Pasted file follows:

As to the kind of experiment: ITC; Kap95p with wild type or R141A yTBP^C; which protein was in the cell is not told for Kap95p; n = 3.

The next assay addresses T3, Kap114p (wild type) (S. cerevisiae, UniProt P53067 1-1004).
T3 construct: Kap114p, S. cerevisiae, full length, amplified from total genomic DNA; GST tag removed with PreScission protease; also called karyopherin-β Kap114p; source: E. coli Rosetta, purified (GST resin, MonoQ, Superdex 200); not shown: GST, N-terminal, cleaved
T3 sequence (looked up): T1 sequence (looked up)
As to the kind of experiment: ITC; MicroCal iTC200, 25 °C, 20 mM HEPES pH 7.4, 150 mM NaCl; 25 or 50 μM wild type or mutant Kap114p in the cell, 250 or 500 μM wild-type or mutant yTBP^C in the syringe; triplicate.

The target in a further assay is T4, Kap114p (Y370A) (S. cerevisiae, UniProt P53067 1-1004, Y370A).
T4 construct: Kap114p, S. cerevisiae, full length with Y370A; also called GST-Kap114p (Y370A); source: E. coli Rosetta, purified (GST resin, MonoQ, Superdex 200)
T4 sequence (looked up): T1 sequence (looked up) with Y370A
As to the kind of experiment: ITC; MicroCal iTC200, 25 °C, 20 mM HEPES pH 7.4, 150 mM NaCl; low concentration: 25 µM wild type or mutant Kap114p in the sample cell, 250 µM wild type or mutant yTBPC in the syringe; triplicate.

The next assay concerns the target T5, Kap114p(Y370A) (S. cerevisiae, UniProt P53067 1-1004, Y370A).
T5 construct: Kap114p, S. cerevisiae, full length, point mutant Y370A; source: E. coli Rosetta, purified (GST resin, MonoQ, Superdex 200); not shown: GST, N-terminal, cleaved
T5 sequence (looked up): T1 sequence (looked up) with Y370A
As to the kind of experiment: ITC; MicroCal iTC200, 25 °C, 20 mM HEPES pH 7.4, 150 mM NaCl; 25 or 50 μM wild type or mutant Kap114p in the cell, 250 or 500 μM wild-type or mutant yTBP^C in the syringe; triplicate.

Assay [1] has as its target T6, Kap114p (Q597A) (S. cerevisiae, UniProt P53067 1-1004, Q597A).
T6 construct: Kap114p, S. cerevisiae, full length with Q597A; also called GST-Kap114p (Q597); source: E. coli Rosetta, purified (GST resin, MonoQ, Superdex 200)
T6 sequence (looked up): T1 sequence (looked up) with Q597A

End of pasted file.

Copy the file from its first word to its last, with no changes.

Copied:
As to the kind of experiment: ITC; Kap95p with wild type or R141A yTBP^C; which protein was in the cell is not told for Kap95p; n = 3.

The next assay addresses T3, Kap114p (wild type) (S. cerevisiae, UniProt P53067 1-1004).
T3 construct: Kap114p, S. cerevisiae, full length, amplified from total genomic DNA; GST tag removed with PreScission protease; also called karyopherin-β Kap114p; source: E. coli Rosetta, purified (GST resin, MonoQ, Superdex 200); not shown: GST, N-terminal, cleaved
T3 sequence (looked up): T1 sequence (looked up)
As to the kind of experiment: ITC; MicroCal iTC200, 25 °C, 20 mM HEPES pH 7.4, 150 mM NaCl; 25 or 50 μM wild type or mutant Kap114p in the cell, 250 or 500 μM wild-type or mutant yTBP^C in the syringe; triplicate.

The target in a further assay is T4, Kap114p (Y370A) (S. cerevisiae, UniProt P53067 1-1004, Y370A).
T4 construct: Kap114p, S. cerevisiae, full length with Y370A; also called GST-Kap114p (Y370A); source: E. coli Rosetta, purified (GST resin, MonoQ, Superdex 200)
T4 sequence (looked up): T1 sequence (looked up) with Y370A
As to the kind of experiment: ITC; MicroCal iTC200, 25 °C, 20 mM HEPES pH 7.4, 150 mM NaCl; low concentration: 25 µM wild type or mutant Kap114p in the sample cell, 250 µM wild type or mutant yTBPC in the syringe; triplicate.

The next assay concerns the target T5, Kap114p(Y370A) (S. cerevisiae, UniProt P53067 1-1004, Y370A).
T5 construct: Kap114p, S. cerevisiae, full length, point mutant Y370A; source: E. coli Rosetta, purified (GST resin, MonoQ, Superdex 200); not shown: GST, N-terminal, cleaved
T5 sequence (looked up): T1 sequence (looked up) with Y370A
As to the kind of experiment: ITC; MicroCal iTC200, 25 °C, 20 mM HEPES pH 7.4, 150 mM NaCl; 25 or 50 μM wild type or mutant Kap114p in the cell, 250 or 500 μM wild-type or mutant yTBP^C in the syringe; triplicate.

Assay [1] has as its target T6, Kap114p (Q597A) (S. cerevisiae, UniProt P53067 1-1004, Q597A).
T6 construct: Kap114p, S. cerevisiae, full length with Q597A; also called GST-Kap114p (Q597); source: E. coli Rosetta, purified (GST resin, MonoQ, Superdex 200)
T6 sequence (looked up): T1 sequence (looked up) with Q597A